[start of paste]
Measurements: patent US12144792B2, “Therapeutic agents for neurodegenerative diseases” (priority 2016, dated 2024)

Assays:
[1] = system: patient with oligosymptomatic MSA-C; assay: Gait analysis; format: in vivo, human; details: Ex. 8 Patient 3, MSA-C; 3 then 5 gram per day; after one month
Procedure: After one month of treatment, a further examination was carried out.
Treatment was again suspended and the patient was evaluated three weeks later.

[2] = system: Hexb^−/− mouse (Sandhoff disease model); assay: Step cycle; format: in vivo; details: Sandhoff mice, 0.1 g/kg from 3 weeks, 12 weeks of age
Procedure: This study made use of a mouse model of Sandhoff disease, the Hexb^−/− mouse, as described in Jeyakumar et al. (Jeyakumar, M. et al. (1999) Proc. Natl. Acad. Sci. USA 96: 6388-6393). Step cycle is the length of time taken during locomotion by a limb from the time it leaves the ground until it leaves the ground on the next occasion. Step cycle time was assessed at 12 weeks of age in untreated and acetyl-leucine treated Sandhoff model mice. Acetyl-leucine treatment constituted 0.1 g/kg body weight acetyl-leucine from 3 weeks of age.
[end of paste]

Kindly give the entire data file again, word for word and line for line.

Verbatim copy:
Measurements: patent US12144792B2, “Therapeutic agents for neurodegenerative diseases” (priority 2016, dated 2024)

Assays:
[1] = system: patient with oligosymptomatic MSA-C; assay: Gait analysis; format: in vivo, human; details: Ex. 8 Patient 3, MSA-C; 3 then 5 gram per day; after one month
Procedure: After one month of treatment, a further examination was carried out.
Treatment was again suspended and the patient was evaluated three weeks later.

[2] = system: Hexb^−/− mouse (Sandhoff disease model); assay: Step cycle; format: in vivo; details: Sandhoff mice, 0.1 g/kg from 3 weeks, 12 weeks of age
Procedure: This study made use of a mouse model of Sandhoff disease, the Hexb^−/− mouse, as described in Jeyakumar et al. (Jeyakumar, M. et al. (1999) Proc. Natl. Acad. Sci. USA 96: 6388-6393). Step cycle is the length of time taken during locomotion by a limb from the time it leaves the ground until it leaves the ground on the next occasion. Step cycle time was assessed at 12 weeks of age in untreated and acetyl-leucine treated Sandhoff model mice. Acetyl-leucine treatment constituted 0.1 g/kg body weight acetyl-leucine from 3 weeks of age.